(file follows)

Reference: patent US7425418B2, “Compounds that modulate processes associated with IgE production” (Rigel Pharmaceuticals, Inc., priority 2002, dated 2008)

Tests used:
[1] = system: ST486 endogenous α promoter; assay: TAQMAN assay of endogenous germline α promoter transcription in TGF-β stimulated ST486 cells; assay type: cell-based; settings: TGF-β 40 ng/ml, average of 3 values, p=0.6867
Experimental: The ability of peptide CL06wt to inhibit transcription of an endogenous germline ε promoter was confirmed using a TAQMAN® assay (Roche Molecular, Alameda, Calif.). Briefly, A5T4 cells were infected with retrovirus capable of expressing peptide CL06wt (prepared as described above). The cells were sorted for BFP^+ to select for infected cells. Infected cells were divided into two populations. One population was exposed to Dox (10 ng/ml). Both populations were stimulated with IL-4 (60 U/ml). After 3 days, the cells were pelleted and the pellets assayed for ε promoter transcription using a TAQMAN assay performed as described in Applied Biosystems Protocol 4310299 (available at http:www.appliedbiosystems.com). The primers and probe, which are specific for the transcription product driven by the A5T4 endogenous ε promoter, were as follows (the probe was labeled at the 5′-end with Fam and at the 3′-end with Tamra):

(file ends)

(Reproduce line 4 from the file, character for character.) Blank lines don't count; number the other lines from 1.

Experimental: The ability of peptide CL06wt to inhibit transcription of an endogenous germline ε promoter was confirmed using a TAQMAN® assay (Roche Molecular, Alameda, Calif.). Briefly, A5T4 cells were infected with retrovirus capable of expressing peptide CL06wt (prepared as described above). The cells were sorted for BFP^+ to select for infected cells. Infected cells were divided into two populations. One population was exposed to Dox (10 ng/ml). Both populations were stimulated with IL-4 (60 U/ml). After 3 days, the cells were pelleted and the pellets assayed for ε promoter transcription using a TAQMAN assay performed as described in Applied Biosystems Protocol 4310299 (available at http:www.appliedbiosystems.com). The primers and probe, which are specific for the transcription product driven by the A5T4 endogenous ε promoter, were as follows (the probe was labeled at the 5′-end with Fam and at the 3′-end with Tamra):